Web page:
Friday, 12 September 2014



The Determined Renaissance of a Golden God


My painful years in high school ran from 1973 through to 1977. I hated high school so much that I did not repeat a grade although geometry was a bastard and summer school was a drag. The administrators of my school worshipped the papacy. The students, especially the stoners, worshipped Led Zeppelin.


I remember squirming through a hash hazed midnight showing of ‘The Song Remains the Same.’ The film seemed painfully pretentious (a new word in my vocabulary). Sometimes the music soared but more often than not it descended into a dense sludge. Robert Plant did not move like Mick Jagger or even Rod Stewart; he wagged his index finger once in a while. ‘Shake it one time for Elvis.’ Right. And when ‘Stairway to Heaven’ played at the close of a dance in those days, all it meant was an unsettled night alone in bed with braces and elastics in my mouth, acne on my face and southerly frustration.


My brother-in-law Al went to the same school. Our paths did not cross until later in life as he’s seven or eight years older then me. (This age gap has begun to pay off in spades as Al buys as much if not more music than I do, but he forgets what he has. In PEI last month he handed me a sealed copy of ‘Pat Garrett & Billy the Kid.’ I said, ‘Thanks but you’ve already given me this one. Did you buy it a third time?’ He peered at the cover for a moment and then replied, ‘No, no… This one was a gift.’ Right. He then substituted a sealed re-mastered copy of ‘Pretty Hate Machine.’) Al’s take on Led Zep’s debut as a longtime music fan and talented amateur pianist is, ‘I never realized the blues could be so heavy.’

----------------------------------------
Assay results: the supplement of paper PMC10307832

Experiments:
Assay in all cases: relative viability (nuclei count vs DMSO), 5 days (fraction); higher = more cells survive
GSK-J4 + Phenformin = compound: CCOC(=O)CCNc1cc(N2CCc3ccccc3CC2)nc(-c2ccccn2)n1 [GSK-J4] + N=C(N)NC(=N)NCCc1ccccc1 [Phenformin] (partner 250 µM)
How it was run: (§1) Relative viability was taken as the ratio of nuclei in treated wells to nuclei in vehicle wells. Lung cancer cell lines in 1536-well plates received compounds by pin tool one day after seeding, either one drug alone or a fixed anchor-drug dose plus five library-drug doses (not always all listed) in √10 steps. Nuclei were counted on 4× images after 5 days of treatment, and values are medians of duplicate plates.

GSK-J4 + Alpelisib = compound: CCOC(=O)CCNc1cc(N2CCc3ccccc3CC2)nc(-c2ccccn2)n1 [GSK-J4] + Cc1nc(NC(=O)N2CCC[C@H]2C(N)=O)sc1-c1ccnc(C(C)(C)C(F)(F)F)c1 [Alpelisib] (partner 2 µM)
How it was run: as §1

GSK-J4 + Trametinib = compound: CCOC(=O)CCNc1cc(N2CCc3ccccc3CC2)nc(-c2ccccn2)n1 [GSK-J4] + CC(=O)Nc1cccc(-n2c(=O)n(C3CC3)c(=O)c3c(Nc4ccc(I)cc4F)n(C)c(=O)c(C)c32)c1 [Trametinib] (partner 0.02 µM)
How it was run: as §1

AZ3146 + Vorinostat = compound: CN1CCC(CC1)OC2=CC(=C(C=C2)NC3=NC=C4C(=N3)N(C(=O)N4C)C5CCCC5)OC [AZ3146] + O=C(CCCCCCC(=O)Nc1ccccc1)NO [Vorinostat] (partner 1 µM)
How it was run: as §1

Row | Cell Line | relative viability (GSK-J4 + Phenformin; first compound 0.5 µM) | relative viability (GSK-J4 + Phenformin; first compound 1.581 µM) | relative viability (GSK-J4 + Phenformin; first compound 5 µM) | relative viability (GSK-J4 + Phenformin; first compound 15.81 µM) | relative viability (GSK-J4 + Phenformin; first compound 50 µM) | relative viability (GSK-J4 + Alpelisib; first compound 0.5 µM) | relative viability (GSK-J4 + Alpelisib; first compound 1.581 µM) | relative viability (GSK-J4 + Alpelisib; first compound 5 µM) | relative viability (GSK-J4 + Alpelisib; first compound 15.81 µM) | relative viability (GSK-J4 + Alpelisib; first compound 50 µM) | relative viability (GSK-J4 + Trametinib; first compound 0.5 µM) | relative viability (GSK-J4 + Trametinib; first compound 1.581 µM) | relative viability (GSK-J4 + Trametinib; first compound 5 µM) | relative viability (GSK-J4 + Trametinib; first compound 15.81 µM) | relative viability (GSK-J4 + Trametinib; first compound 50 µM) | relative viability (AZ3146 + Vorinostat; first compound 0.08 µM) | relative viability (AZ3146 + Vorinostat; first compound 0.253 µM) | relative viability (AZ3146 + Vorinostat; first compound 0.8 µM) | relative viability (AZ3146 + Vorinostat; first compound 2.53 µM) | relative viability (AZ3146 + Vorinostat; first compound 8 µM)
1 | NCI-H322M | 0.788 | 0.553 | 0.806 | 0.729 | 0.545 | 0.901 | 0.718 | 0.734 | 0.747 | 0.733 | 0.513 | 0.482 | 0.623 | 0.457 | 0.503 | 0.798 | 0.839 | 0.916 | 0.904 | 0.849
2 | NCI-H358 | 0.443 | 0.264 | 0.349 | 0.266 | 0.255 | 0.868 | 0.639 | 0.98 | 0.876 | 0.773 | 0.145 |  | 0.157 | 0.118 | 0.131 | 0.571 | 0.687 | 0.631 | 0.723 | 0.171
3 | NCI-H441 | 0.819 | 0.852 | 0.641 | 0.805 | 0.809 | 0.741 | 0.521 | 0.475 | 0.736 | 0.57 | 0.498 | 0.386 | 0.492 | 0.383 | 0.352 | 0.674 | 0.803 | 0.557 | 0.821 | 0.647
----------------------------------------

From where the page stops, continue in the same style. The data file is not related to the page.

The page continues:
Time has been on my side. I no longer associate Led Zeppelin with Catholic schoolboy hell. While Al prefers their first three releases, I’ve embraced ‘Physical Graffiti’ and ‘In Through the Out Door.’ Part of the band’s mystique, if you exclude the misty mountain Hobbit imagery, hysterical rumours of Satanism and shark fins, is the finite nature of their time together. Just nine albums if you count the farewell barrel scrapings of ‘Coda.’ While the Rolling Stones and the Who have staggered to 50 in various incarnations and fits and starts, Led Zep has emulated the Beatles to date: that’s it; that’s all. The tantalizing exception was the one-off 2007 London reunion concerted documented on the mesmerizing ‘Celebration Day.’


The hype and hope for a full-scale tour were eventually quashed by one man, Robert Plant. God knows how many gazillions of dollars he’s left on the table. While his band-mates and their fans all wish the sensational space shifter would travel backward, you absolutely have to admire the mighty re-arranger’s refusal to revisit the heyday of his fame. Everybody can pound sand. His steps as a solo act upon Led Zep’s dissolution were tentative. He took years to find his own sound as a big 80s log rolled over 29 palms. No rocker from my teenage years has shed quite so heavy an anchor to evolve into such a vibrant and current artist in his own right.


Think of it: Roger Waters is still tearing down ‘The Wall.’

The first three Led Zeppelin re-masters have hit the market. The packaging is lovely and bonus tracks abound. Jimmy Page has nothing better to do. The Firm isn’t promising a box-set anytime soon. Shopping fingers flick and creep to the here and now, Plant’s ‘lullaby and… THE CEASELESS ROAR’ is coming home. What really matters is living and listening in the present.

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